Haying: The Dump Rake
moisture level was deemed acceptable, the simplest method of gathering cured hay was to rake it into piles with a dump
rake. Commonly 10 feet wide, this rake had
a set of long curved tines mounted on a frame set between two large wheels. Dump
rakes had become standardized by the 1890s and remained virtually unchanged
until the 1950s. An operator sat on a seat mounted above the frame, working a
lever to lift the rake teeth when they were full. Normally, he had only a single
horse to handle, but a team could be used for heavy hay. And because the
operation was deemed simple, he was usually the least experienced crewman.
But, dump rakes
could be temperamental. As a young British greenhorn recounted,
Two of us
have been having a terrible day of it on the dumprakes... Mine kept refusing
to lift and dump the hay, and his got the dumps and wouldn't stop lifting with
every turn of the wheels.
The piles left
by the dump rake were usually pitchforked onto a hay rack and hauled to the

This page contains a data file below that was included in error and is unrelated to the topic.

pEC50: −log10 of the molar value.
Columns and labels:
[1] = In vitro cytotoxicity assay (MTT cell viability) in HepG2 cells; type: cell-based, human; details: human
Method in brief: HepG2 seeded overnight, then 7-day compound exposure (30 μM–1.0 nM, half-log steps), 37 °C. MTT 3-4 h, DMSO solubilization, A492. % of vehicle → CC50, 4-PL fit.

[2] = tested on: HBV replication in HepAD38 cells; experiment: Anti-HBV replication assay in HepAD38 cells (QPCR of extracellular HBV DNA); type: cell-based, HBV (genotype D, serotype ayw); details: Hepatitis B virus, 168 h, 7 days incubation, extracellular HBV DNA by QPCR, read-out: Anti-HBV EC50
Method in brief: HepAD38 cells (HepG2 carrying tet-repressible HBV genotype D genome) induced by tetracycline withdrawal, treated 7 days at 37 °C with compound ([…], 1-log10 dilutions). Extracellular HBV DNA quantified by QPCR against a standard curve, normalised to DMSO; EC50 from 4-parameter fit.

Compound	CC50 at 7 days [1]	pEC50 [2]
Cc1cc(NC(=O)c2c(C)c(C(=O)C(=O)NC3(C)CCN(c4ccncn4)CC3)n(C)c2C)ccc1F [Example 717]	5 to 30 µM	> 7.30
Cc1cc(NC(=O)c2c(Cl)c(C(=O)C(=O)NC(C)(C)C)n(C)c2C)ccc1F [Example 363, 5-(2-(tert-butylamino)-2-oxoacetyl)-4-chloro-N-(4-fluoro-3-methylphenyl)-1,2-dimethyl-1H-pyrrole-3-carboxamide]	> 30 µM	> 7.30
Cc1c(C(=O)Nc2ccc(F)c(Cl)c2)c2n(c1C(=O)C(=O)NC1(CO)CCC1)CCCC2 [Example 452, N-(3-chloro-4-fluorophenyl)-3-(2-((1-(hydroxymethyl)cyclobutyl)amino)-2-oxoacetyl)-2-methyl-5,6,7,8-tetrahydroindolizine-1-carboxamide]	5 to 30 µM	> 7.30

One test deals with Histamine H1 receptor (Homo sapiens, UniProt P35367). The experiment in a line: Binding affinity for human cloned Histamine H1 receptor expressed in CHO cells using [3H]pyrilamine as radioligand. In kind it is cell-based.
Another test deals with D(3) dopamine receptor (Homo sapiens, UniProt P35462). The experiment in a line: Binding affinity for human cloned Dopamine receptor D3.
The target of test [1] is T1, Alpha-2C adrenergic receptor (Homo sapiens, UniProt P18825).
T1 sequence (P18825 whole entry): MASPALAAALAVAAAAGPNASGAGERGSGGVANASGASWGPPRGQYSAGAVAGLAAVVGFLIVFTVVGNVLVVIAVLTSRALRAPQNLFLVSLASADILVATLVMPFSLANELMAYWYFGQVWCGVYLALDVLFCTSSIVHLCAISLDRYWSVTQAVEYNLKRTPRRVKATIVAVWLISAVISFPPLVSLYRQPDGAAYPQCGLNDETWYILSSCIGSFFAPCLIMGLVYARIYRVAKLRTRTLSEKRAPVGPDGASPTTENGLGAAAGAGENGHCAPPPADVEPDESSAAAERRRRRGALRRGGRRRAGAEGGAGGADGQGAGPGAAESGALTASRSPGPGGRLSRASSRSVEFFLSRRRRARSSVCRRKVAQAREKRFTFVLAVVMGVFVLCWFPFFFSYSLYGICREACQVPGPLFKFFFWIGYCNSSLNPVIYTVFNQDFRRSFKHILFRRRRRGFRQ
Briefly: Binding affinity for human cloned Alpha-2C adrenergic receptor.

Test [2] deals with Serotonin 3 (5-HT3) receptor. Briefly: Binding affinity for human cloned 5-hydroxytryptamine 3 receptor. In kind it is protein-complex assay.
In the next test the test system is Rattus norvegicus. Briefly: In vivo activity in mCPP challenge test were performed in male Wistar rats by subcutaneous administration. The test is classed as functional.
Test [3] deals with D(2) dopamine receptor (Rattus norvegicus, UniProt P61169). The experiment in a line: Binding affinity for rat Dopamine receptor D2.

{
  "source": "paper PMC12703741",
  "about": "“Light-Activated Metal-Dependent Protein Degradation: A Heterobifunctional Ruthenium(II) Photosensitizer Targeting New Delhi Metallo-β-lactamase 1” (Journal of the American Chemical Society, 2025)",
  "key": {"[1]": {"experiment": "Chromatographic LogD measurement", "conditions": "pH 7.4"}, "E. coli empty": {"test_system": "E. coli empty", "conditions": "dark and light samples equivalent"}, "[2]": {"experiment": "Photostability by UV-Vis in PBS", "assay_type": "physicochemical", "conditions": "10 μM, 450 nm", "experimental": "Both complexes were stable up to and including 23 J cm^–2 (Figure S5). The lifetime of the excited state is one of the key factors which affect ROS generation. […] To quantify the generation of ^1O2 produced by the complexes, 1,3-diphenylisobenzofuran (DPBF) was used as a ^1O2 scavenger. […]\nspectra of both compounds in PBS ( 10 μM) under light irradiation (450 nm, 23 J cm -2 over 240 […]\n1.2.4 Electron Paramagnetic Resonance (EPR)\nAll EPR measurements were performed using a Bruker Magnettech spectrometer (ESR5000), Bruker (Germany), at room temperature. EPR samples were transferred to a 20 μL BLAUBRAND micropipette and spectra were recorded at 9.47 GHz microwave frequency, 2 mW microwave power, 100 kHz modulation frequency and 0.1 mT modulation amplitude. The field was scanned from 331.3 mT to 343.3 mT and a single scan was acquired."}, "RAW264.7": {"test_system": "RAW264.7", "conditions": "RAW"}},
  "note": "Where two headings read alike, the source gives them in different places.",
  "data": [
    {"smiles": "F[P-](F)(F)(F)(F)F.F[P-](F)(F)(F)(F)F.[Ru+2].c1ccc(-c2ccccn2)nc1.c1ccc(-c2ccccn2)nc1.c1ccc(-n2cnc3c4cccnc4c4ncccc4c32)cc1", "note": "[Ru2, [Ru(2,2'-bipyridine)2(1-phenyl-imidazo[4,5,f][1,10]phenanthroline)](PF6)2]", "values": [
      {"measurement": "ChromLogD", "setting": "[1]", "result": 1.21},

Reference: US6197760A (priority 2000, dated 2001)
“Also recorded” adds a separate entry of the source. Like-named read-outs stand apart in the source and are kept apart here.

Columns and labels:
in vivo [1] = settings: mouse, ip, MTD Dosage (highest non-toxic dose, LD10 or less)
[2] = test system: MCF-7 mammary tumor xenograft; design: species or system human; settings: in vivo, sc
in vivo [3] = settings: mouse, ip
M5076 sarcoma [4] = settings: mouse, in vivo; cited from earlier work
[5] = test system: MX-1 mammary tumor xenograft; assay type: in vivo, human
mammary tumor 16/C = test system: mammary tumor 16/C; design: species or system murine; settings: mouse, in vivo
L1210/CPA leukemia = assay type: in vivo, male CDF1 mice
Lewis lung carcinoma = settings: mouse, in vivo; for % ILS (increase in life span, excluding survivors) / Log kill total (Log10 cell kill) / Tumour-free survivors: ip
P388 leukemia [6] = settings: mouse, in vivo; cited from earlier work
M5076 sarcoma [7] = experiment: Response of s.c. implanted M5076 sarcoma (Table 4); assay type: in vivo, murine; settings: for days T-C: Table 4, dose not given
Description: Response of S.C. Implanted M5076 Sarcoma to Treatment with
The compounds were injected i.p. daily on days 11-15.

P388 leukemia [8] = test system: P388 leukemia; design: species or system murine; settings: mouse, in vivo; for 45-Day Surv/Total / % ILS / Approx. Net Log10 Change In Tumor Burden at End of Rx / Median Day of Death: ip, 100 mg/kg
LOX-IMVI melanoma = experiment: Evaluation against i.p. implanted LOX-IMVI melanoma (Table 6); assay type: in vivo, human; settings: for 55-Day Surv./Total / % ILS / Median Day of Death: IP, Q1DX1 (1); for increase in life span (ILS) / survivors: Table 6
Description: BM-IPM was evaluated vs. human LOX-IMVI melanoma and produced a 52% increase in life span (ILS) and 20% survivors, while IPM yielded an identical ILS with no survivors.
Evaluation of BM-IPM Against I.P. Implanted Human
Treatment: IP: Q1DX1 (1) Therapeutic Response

stack or barn. Hay racks were homemade, adapted farm wagons. Farmers built a
light wooden deck about eight feet by 16 feet, and made the sides and ends from
poles. As little wood as possible was used to minimize weight and expense.
Putting up hay
using a mower, dump rake and a hand-loaded rack was a technique used throughout
Alberta for almost all types of hay regardless of terrain or storage facility.
The equipment required was relatively inexpensive, or like the hay rack, could
be homemade. But this process involved much backbreaking and time-consuming
work. The average Alberta farm in 1931 had around 11 head of cattle and seven
horses, requiring about 40,000 kilograms of hay a year. Producing this amount of
hay by this process required over 200 hours of work. Most farmers found it was
imperative to use more mechanized methods of hauling and stacking hay.
Judy Larmour. Making Hay While the Sun Shone: Haying in Alberta Before 1955. n.p.: Friends of
Reynolds-Alberta Museum Society and Alberta Culture and Multiculturalism, Historic Sites and Archives Service, 1992. With permission from
of the Reynolds-Alberta Museum Society.